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Original Research

Lived experiences and insights into the advantages important to rural recruitment and retention of General Practitioners

AUTHORS

Daniel R Terry1 PhD, Research Fellow

Hoang B Nguyen2 PhD, Associate Lecturer

name here
David Schmitz3
MD, Professor

name here
Ed Baker4
PhD, Professor *

AFFILIATIONS

1 Department of Rural Health, The University of Melbourne, 49 Graham Street, Shepparton, Victoria, Australia

2 Wicking Dementia Research and Education Centre, University of Tasmania, Hobart, Tasmania, Australia

3 Department of Family and Community Medicine, University of North Dakota, Grand Forks, North Dakota, USA

4 Center for Health Policy, Boise State University, Yanke Family Research Park Boise, Idaho, USA

ACCEPTED: 22 March 2018


early abstract:

Introduction: Despite existing studies in this field, community factors behind recruiting and retaining rural General Practitioners (GPs) are not fully understood.To address this issue, the Community Apgar Questionnaire (CAQ) was developed to extend the understanding of communities’ assets and capabilities that impact GP recruitment and retention. However, more in-depth insights are vital to develop a comprehensive approach.

Methods: The mixed methods study was administered using face-to-face structured interviews with a total of 40 health service representatives. All interviews lasted 35-40 minutes and were audio taped. Qualitative data was generated from the extended responses to the structured questions of the CAQ and later transcribed. Thematic analysis was conducted in relation to explanations, elaborations, and relevant strategic approaches to improving workforce retention.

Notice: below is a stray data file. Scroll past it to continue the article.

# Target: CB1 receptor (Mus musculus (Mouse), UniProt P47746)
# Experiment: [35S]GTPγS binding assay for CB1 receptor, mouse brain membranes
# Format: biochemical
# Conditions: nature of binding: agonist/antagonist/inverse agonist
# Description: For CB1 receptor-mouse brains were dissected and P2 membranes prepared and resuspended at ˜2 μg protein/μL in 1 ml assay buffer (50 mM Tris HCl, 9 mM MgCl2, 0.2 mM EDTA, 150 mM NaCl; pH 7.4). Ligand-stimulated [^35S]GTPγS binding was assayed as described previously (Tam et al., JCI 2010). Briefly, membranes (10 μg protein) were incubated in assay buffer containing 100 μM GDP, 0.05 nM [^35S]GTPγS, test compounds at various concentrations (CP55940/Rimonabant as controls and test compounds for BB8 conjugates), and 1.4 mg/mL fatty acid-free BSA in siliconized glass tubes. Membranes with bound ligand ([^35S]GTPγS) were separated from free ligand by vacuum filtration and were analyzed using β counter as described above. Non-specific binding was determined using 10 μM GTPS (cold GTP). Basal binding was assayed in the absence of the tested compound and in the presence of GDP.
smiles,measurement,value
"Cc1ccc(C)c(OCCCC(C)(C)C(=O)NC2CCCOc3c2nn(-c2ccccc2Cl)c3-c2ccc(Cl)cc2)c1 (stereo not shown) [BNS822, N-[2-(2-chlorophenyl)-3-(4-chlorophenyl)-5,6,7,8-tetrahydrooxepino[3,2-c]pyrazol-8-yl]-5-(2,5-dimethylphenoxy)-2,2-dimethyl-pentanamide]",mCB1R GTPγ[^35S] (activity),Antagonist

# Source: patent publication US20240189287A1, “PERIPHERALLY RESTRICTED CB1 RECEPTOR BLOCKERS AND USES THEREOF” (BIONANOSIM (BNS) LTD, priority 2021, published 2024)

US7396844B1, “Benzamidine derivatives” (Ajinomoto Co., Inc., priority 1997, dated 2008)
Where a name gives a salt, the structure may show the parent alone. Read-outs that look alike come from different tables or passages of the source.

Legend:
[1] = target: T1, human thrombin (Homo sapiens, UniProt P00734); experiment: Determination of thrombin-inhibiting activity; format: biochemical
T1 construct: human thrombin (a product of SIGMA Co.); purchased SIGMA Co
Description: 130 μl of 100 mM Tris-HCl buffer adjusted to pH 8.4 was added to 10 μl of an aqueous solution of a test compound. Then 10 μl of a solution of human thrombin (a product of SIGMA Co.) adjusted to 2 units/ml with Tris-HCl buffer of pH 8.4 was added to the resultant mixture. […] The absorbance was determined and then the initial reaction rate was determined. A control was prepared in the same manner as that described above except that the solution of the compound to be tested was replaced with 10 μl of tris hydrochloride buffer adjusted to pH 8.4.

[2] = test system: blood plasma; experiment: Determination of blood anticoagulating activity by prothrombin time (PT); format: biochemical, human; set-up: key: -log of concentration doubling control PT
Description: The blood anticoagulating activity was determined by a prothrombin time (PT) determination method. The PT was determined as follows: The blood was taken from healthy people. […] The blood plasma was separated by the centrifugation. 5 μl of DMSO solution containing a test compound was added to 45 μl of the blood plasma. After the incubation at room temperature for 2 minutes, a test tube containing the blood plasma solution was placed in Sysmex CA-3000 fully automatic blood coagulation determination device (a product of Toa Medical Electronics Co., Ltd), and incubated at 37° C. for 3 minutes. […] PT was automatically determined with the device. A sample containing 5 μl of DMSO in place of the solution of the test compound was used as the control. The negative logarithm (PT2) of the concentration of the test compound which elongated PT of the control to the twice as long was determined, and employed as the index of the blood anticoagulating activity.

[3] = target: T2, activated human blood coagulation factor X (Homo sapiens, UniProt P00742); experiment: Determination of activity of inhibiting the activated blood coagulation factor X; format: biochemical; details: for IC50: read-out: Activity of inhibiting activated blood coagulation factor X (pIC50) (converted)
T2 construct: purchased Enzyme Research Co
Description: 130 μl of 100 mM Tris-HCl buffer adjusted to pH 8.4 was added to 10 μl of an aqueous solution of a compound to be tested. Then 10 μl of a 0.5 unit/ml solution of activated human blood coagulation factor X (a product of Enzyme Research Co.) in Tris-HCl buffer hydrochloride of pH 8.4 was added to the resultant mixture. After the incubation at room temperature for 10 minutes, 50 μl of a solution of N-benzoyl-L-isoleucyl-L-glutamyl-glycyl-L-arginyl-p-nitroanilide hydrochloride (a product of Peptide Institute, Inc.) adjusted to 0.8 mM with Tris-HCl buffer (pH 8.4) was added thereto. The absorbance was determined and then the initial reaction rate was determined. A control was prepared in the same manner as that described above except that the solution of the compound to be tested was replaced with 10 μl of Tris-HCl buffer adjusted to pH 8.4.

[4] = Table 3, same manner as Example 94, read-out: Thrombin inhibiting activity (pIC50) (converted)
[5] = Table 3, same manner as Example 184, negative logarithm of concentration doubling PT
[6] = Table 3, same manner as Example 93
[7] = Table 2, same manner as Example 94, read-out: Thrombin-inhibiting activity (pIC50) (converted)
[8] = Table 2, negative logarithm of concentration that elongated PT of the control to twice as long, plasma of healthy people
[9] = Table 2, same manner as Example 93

Results: The qualitative findings illuminated the most important advantages of recruiting and retaining GPs were linked to Medical Support, Hospital and Community Support, and Economic factors, while the challenges were related to Geographic factors. The underlying reasons for and nature of those advantages and challenges reinforce that health professionals’ decision to stay or leave are complex and multi-factorial.

Conclusion: The originality of the study rests on the administration of the CAQ accompanied by the opportunity for participants to provide extended responses that givescritical insights into the complexities of rural recruitment and retention. As such, the results confirm the need for a flexible multifaceted response to improving rural GP workforce and informs decision-making in terms of addressing workforce issues within the scope of available resources and capacity.